Agencies poorly track FOIA requests, report says

Agencies poorly track FOIA requests, report says
By Ed O'Keefe

Obama made government transparency concerns a top priority of his early days as president. (J. Scott Applewhite - AP) Eleven of 17 Cabinet-level agencies fail to fully comply with federal law requiring complete inventories of public records requests, and most large agencies earn a subpar grade for records management, according to a new congressional report.

The report, set for release Thursday by the House Oversight and Government Reform Committee, is meant to draw attention to government transparency issues during this year’s Sunshine Week, an annual event designed to raise awareness about access to public records.

The report does not probe how often agencies grant or deny Freedom of Information Act requests, but instead focuses on a key facet of FOIA law requiring agencies to track every request made by people or organizations for public information. The committee, chaired by Rep. Darrell Issa (R-Calif.), asked 100 large and small federal agencies to provide information on their FOIA tracking systems. Each agency received a letter grade based on a seven-point criteria, including whether agencies produced digitized records that included the date of a request, the name of the requester and a description of the information requested.

“A number of agencies demonstrated that they are able to track basic information about requests, while others either would not or could not provide such information as requested,” the report said. The fact that several agencies “struggle to demonstrate transparency about very basic information is troubling and necessitates greater scrutiny.”

Rep. Darrell Issa (R-Calif.) (Stephen Morton - Bloomberg) Among Cabinet-level departments, six earned an A grade or better: the departments of Education, Energy, Labor, Transportation, Treasury and the Environmental Protection Agency. Four departments — Commerce, Housing and Urban Development, Interior and the Office of Management and Budget — earned Fs for failing to produce complete, digitized records. Other large agencies earned a B, C or D, and when averaged together, larger departments earned a combined C- minus average. Averaged together, the report said large and small agencies earned a B- overall.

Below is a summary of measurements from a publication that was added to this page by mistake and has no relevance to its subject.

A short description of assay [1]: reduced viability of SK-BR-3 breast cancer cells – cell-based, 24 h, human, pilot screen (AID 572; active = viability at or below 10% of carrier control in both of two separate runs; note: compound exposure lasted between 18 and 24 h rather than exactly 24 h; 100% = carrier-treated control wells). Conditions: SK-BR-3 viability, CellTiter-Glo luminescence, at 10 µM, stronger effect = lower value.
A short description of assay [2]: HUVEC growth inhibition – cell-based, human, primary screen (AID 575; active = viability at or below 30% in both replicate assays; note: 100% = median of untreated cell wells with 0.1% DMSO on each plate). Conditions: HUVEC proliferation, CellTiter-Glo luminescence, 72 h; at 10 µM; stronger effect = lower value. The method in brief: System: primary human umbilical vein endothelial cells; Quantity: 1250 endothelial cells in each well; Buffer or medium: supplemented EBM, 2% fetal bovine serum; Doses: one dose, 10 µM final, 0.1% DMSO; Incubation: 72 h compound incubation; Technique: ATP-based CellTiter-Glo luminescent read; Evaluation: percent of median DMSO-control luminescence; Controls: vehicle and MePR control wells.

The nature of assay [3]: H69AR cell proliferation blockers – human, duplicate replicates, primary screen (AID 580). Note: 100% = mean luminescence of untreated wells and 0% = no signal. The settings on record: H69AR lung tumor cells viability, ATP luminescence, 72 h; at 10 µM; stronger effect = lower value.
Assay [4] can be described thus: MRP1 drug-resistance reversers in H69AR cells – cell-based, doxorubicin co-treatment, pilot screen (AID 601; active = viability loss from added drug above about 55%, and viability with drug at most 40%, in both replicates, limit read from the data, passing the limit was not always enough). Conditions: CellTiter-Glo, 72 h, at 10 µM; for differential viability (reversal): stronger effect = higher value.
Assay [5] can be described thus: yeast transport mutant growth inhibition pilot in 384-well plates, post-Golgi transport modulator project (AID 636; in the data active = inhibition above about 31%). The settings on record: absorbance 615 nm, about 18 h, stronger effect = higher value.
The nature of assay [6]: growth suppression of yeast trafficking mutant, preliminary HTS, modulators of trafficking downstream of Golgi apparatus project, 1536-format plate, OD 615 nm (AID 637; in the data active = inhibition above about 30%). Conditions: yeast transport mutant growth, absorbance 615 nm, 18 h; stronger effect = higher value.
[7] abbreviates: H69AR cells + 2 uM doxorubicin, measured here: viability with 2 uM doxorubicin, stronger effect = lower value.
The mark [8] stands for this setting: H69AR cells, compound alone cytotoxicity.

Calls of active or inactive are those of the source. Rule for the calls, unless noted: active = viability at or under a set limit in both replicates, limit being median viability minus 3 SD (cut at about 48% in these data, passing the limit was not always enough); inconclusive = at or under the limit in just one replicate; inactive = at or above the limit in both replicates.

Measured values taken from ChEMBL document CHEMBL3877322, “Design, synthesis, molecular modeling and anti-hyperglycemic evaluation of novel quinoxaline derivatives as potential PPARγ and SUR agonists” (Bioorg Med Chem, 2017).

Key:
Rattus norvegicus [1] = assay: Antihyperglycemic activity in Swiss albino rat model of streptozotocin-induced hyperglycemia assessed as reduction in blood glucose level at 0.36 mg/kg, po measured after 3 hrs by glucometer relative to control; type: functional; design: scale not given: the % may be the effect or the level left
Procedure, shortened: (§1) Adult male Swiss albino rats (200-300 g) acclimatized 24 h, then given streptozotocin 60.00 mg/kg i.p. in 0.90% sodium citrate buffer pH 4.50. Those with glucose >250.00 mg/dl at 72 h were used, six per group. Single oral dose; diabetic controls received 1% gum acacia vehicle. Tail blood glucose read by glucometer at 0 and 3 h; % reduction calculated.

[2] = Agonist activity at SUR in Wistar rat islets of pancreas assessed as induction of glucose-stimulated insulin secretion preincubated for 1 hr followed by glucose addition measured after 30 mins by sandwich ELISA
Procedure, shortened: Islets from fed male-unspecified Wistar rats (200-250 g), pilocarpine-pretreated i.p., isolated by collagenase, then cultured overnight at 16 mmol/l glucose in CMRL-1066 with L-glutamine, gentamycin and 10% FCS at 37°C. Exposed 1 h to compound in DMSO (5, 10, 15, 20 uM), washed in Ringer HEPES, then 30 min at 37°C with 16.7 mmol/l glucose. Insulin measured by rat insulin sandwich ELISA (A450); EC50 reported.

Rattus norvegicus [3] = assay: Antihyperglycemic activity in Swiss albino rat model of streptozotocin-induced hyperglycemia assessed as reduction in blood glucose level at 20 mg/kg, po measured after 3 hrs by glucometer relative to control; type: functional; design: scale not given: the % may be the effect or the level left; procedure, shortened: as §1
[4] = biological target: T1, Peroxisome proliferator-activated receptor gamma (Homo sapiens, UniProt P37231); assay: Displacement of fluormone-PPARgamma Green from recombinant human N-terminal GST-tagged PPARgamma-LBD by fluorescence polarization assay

In response, White House spokesman Eric Schultz said Wednesday that President Obama remains committed to “unprecedented openness in government” and earned an award last year for his efforts from the organizers of Sunshine Week. (Flying in the face of the spirit of the award, Obama accepted it during an off-the-record, closed-door Oval Office meeting.)

“While creating a more open government requires sustained effort, our continued efforts seek to promote accountability, provide people with useful information and harness the dispersed knowledge of the American people,” Schultz said.

A separate report released Wednesday found that the Obama administration processed more information requests in fiscal 2011 than in either of the previous two years. Despite the surge, the government’s FOIA backlog grew last year because agencies could not process requests fast enough, according to the report published by the nonpartisan OMB Watch, which tracks government management and fiscal issues.

The group said most of the backlog is the fault of the Department of Homeland Security, which saw a 35 percent surge in FOIA requests in fiscal 2011, mostly for information regarding immigration and customs issues.

Issa’s report, which accounts for how well agencies track FOIA requests, found that the three agencies receiving the most requests — DHS, the Pentagon and the Justice Department — were all missing information in their FOIA tracking logs.

Smaller agencies also suffer from shoddy records management: The Board of Broadcasting Governors listed 182 total FOIA requests, but couldn’t say whether records were ever produced for 135 of the requests.

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